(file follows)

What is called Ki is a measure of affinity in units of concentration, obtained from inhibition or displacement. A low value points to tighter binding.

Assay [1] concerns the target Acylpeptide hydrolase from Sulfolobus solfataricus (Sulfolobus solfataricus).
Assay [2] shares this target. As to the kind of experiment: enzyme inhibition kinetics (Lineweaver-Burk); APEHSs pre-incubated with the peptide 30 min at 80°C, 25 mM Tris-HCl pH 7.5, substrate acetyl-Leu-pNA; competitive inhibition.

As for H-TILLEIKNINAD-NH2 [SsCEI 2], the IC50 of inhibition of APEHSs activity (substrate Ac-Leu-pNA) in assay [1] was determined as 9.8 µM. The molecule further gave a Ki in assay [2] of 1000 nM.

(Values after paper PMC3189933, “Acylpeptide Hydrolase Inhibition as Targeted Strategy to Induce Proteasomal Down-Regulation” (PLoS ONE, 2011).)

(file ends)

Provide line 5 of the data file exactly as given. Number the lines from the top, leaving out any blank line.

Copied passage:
(Values after paper PMC3189933, “Acylpeptide Hydrolase Inhibition as Targeted Strategy to Induce Proteasomal Down-Regulation” (PLoS ONE, 2011).)